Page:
Compiled by Nishita Jha
Apparently the universe has shifted on its axis. Rumour has it that southern superstar Rajinikanth, fearing loss of sales in the Hindi-belt, has delayed the Diwali release of his film with Deepika Padukone, Kochadaiyaan, so that it doesn’t clash with Ajay Devgn and Sonakshi Sinha-starrer Son of Sardar. We thought Diwali came when Rajni said so. After Rowdy Rathore, though, it’s Sonakshi who is the bomb, and Rajni bouncing back from a health scare may be worried about being a damp squib. It’s time to rewrite the epics, as we light up this year with sardar jokes over 3D fireworks.
Pitobash gets a cold shoulder
Actor Pitobash played only the most pivotal character in Dibakar Banerjee’s Shanghai, yet the man is suffering from an acute lack of attention. While Banerjee swears that he never distinguishes between stars and actors on sets, evidently the red carpet is no place for egalitarianism. Pitobash confessed that he was “heartbroken” about attendingShanghai’s premiere at IIFA as a guest and not as part of the film crew. To add insult to injury, he was left out of the film’s music launch as well. Is there no man that politics will not corrupt, Mr Banerjee?
It’s holiday season and we know the beach we want to hang out at. Actor Hrithik Roshan and his buddyArjun Rampal have taken the party to Bali with wives and kids in tow. Forget the swimsuit photoshoots and calendars people, the pictures of this vacation alone would sell in millions. However, the real hook has got to be those meaningful conversations and long, lingering looks between BFFs. Between Hrithik’s recent weight issues and Arjun’s range of three expressions, are we the only ones seeing reality TV gold?
‘Dialogue and debate from street plays inspire change’
WHO: Delhi-based theatre veteran Arvind Gaur heads the Asmita Theatre Group. His directions of Girish Karnad’s Tughlaq and Bhisham Sahni’s Hanoosh have been critically acclaimed. He is the recipient of Radha Krishna Award, 2007, and the Karmaveer Puraskaar 2008.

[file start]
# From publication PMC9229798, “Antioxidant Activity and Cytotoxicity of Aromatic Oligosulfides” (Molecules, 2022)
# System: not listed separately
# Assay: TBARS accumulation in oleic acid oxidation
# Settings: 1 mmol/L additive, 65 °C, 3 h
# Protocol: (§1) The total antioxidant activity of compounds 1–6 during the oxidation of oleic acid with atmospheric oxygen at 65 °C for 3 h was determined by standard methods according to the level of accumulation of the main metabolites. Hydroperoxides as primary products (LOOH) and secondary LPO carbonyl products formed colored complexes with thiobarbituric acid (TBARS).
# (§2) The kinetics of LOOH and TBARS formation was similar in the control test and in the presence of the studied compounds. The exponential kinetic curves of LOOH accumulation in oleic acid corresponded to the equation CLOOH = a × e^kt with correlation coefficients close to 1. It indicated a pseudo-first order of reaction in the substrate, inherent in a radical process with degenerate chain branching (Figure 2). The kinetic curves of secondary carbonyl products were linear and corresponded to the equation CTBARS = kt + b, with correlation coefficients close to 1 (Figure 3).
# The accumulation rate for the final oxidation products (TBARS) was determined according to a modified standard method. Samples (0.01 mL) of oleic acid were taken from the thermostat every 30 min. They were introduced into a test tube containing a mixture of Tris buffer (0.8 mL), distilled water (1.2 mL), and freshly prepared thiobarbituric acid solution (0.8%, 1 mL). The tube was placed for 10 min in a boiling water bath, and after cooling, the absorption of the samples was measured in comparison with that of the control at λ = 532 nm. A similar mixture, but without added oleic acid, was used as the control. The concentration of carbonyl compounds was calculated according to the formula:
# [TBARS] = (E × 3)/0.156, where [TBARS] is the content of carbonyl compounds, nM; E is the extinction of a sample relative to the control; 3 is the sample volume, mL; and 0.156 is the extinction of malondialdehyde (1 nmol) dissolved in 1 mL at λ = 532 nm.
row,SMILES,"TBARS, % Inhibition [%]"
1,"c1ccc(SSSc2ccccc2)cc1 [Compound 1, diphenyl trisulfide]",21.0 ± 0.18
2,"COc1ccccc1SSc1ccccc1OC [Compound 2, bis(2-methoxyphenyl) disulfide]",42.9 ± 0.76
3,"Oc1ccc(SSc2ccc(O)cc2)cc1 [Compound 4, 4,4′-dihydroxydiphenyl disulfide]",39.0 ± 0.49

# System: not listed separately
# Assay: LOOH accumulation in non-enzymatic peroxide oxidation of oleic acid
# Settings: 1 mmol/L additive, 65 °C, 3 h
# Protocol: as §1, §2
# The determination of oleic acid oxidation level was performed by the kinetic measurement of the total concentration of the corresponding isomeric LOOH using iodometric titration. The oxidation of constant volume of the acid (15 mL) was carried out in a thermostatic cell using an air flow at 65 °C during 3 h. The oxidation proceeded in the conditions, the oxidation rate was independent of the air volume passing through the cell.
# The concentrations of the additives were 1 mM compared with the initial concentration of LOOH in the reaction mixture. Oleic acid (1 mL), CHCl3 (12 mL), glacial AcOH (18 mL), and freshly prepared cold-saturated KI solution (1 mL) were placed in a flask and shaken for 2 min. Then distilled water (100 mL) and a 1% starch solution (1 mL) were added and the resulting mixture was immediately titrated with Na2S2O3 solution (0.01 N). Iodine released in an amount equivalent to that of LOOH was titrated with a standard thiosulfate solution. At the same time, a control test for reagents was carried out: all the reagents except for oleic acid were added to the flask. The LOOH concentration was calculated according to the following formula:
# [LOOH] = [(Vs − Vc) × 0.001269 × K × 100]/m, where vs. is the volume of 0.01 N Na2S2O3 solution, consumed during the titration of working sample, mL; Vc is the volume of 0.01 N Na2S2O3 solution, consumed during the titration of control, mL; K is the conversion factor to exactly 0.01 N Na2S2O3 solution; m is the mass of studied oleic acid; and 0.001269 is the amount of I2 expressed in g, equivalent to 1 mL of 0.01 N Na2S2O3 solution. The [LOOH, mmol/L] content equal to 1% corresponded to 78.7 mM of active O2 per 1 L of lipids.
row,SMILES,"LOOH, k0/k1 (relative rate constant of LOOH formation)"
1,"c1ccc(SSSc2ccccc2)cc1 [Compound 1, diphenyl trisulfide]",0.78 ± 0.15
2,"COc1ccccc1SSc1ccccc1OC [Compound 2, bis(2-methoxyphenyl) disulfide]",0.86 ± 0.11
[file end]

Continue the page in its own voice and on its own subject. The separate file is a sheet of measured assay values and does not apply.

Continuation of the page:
What factors into the success of Court Martial, your longest running play?
Court Martial is on social and caste-based discrimination, which remain relevant. It has inspired people to raise their voice against oppression. Be it the farmer asking for land rights or the common worker protesting pay cuts, the central theme finds a reflection in their fights; the right of every individual to live with dignity.
Difference between street and stage theatre?
Street plays are direct and immediately involve the varied audience. From this sense of urgency is born dialogue and debate. That in turn inspires the individual to dare to change and take initiative. My street play Pustakalay ya Madiralay in Bihar, lead to libraries cropping up.
How does your background influence your work?
My engineering background helps me visualise and design the play. Journalism exposed me to socio-political issues. It gave me direction and sensitised me towards people and their issues. Television taught me editing that helps keep the audience’s focus and portray precisely what I want.
Why are solo performances important to you?
A solo performance use one actor to communicate the entire idea of the play. It goes beyond conventional realms of theatre, and I can use multimedia creatively. In my play on child mortality, one actor played eight characters. Once, I used a TV discussion show format as the space for an actor to play many characters.
How do foreign audiences react to India-centric plays?
Although foreign audiences don’t follow Hindi, there is an enthusiasm to understand India’s socio-political makeup. I adopt multimedia techniques using communicative formats. An actor paint on stage making the play visually communicative. Songs convey difficult emotions. Synopsis and post play interactive sessions lend the audience a better grasp of the topic.